Is there anyone who has done something similar who might share some suggestions for success?
"Mathematics for the Nonmathematician" https://www.amazon.com/Mathematics-Nonmathematician-Morris-K...
"Mathematics for the Million" https://www.amazon.com/Mathematics-Million-Master-Magic-Numb...
Of the two I prefered Kline's book but they are both good, albeit a bit heavy on geometery as that was a big focus of early math research.
Another great starting point is "Book of Proofs" and "Introduction to Mathematical Reasoning" to give you a deeper sense of how to approach the subject.
From there I went down this path (the order of which is up to you, each has tons of good source material):
-> Linear Algebra
-> Abstract Algebra
-> Set Theory
-> Group Theory
-> Category Theory
-> Discrete Mathematics
I never did well with learning math in a classroom but I've grown to love math through this process. There are lots of applications in programming as well. It makes approaching the deeper parts of Haskell/FP, data science, and machine learning much more accessible. I particularly liked the higher level Abstract Algebra stuff over the more grinding equations of calculus/linear algebra as it was more similar to programming.
Linear Algebra Done Right takes a more abstract approach so there is minimal computational pain.
I prefer the more abstract stuff as I can do most of the computation via Sage (which is a great learning tool). Plus there are some amazing scientific calculator apps for Android and iOS these days which let you compose and calculate full complicated equations.
Of course it helps to work out equations to understand them but far too many math books push you towards rote memorization and test prep, meaning lots of exercises with endless equations, which is far from my goal here.
I'd say there is a market here for a math book/video series combined with Sage for teaching programmers and data scientists math. But there are so many math books already I'm afraid it would get lost in the noise.
But the dead tree version is also very reasonably priced.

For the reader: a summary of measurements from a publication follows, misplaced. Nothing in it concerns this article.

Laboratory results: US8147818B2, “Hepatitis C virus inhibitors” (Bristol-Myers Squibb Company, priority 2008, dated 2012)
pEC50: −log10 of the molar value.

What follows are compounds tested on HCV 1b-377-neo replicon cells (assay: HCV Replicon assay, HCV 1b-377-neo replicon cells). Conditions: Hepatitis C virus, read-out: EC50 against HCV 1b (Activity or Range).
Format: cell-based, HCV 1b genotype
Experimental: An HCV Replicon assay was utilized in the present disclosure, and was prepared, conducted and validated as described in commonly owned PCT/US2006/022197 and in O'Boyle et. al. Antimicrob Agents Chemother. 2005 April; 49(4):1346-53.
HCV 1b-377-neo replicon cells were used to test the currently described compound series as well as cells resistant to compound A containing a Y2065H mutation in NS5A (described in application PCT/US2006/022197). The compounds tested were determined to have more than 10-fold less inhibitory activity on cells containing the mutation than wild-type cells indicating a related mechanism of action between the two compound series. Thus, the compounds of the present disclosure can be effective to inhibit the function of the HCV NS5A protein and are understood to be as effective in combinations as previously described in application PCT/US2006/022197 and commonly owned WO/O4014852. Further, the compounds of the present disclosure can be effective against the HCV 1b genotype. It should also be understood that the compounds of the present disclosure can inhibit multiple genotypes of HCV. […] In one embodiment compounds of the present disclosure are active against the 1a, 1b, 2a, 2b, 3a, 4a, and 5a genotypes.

Fast forward 15 years and I've forgotten so much that I look at old notebooks and can't understand a fucking thing I wrote back then.
It depresses me to no end.
And I kind of despair that with the obligations I'm locked into right now, it will be nearly impossible to dedicate the time I would need to relearn it all.
The mind map in your head will start reconnecting fairly quickly I imagine.
I personally find the sheer quantity and range of these free pdfs daunting, so as a renegade physics graduate I'm focusing on Hammack's The Book of Proof this summer. As you did Maths at University, you might not need elementary stuff like that having already learned the strategies for abstract proof.
MOOCs and books provide the materials but not the motivation or the opportunities for synthesis through verbalization and interaction.
For what it's worth, I'm basically in the midst of a sabbatical in order to study math.
Progress is sporadic, due to having a newborn in the house, but patching all the holes in my math knowledge feels good.
I've also been running through the series of Youtube videos on Calculus I by Professor Leonard. The plan is to go through his entire sequence (Calc I, II and III) and then move on to Linear Algebra (I've already been dabbling in that as well, mostly with the 3blue1brown videos).
It's not easy, but I think it's worth the effort to build up that math base. It increases the scope of things you can read, study and understand, which is pretty valuable.
After a few fits and starts at re-learning I've found the only things that stick are things that I end-up using (albeit sometimes in a forced way). Nothing wrong with a nostalgic perusal of classic well-written texts, but these kinds of things were never intended for just reading. You gotta apply it to really know it.
I definitely agree that human interaction is needed, though (as noted in my other response) -- but it could be either a teacher or other students.
Doesn't matter how as long as you do the work. If a book leaves you dry, try another one asap.
I guess you're an engineer in academia, but it might help to specify, since that affects what suggestions are relevant.
I'd love a group